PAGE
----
It’s been a big year for nostalgia. Crash Bandicoot played on the fond memories of gamers and had a banner year, selling better than anyone could have expected. Even Super Mario Odyssey harkens back to a simpler time in gaming and encapsulates that simple fun many remember from their childhood. Now Call of Duty joins the party, after journeying starward, it returns to its roots and places us in some of Europe’s most harrowing conflicts, splashed with a bit of that typical Call of Duty flair. But most importantly, it’s boots on the ground. Boots through the mud and snow, just like it should be.
After an extensive twenty-one page binding agreement halted me at the title screen, I got into WWII. After planting the seeds for player-character Daniels’ backstory, the game rattles through its band of brothers. In a rare display of fine writing, I quickly found myself attached to these guys and knowing we were about to march through hell together only enhanced that bond. As one would expect, WWII kicks off with a bombastic and powerful raid of Normandy. It’s brutal and really sets the tone for the campaign at large, which hammers home just how gut-wrenching this war was. It’s hard to fathom this all happened, save for a few dramatic liberties taken by the game’s writers.Though WWII follows the 1st Infantry throughout the European theater, there’s a compelling story that underpins the action. The cast is led by Josh Duhamel, whose Technical Sergeant William Pierson struggles with demons he carries with him from earlier on in the war effort and, as a superior officer begins to deflect his self-loathing onto you. Of all the characters, Pierson has the fullest, most-satisfying arc and Duhamel does an admirable job of capturing that brand of intense crazy that would have been all too common in the war.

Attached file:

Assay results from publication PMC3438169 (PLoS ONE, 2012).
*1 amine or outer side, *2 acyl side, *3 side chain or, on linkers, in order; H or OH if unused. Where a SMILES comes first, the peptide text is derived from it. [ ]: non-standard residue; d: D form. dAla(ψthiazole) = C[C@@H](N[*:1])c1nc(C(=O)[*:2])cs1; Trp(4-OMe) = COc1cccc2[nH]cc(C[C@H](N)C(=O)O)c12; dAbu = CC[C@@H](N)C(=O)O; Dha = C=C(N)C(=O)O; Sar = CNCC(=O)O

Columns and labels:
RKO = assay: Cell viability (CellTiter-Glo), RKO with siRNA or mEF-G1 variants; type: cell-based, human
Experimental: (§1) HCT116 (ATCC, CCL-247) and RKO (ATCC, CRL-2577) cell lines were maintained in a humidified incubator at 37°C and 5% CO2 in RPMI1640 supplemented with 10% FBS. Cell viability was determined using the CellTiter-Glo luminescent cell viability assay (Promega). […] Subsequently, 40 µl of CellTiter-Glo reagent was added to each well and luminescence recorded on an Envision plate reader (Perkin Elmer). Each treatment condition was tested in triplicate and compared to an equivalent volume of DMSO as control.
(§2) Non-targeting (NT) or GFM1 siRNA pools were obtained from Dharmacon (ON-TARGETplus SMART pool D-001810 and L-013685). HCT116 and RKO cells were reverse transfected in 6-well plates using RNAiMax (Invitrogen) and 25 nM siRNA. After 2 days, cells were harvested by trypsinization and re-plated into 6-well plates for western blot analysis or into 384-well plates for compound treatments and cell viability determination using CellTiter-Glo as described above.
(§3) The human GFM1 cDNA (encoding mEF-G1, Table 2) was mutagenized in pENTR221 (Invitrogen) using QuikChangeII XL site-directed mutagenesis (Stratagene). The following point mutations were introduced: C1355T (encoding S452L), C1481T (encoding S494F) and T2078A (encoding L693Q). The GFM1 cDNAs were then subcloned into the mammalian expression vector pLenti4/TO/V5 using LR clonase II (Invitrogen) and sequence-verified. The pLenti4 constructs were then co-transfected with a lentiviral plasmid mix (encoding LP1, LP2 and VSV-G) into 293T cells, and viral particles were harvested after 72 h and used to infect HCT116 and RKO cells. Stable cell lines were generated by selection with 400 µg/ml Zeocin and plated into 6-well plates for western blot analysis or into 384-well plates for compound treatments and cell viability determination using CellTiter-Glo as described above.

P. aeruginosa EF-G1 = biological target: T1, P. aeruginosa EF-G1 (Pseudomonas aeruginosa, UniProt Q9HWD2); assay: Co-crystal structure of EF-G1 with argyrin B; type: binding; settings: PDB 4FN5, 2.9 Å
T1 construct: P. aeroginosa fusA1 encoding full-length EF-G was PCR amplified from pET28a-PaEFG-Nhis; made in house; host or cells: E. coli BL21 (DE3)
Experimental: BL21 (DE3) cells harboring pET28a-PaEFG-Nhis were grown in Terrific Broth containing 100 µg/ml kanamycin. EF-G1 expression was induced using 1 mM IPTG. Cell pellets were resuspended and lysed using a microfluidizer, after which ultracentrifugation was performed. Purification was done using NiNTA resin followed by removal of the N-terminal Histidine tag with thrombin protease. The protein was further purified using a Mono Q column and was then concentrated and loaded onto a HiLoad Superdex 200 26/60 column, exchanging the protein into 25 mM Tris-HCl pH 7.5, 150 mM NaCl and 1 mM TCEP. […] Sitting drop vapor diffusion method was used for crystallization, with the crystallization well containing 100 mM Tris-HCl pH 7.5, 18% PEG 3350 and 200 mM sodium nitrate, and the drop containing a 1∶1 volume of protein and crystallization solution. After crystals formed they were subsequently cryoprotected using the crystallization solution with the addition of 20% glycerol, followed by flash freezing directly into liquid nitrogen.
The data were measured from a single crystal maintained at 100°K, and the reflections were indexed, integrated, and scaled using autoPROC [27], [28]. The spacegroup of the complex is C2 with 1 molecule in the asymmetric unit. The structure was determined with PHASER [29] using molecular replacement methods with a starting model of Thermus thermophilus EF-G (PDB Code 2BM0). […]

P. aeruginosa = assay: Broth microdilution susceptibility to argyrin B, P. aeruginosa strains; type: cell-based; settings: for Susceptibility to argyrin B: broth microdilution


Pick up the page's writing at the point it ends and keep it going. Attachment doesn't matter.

If the Black Ops games were a David Fincher psychological thriller and Infinite Warfare was a playful Michael Bay orgy of outer space explosions then I am kind of obliged to brand WWII a cerebral confrontation of its protagonist’s cowardice that is worthy of someone like Coppola. It certainly explores history’s darkest chapter and doesn’t shy away from the most horrible details.It’s absolutely the best Call of Duty campaign in years. It’s definitely what I’d consider short at around five hours, but it’s still got the brilliant pacing of a televised drama so it hardly feels like a short-change. It’s a credit to the game’s design and writing that the game’s most memorable mission (called ‘Liberation’) sees you holster your gun for a large majority of it. It’s a masterclass in tension building and really has its own mood that shifts the tone enormously, but it’s a change for the better.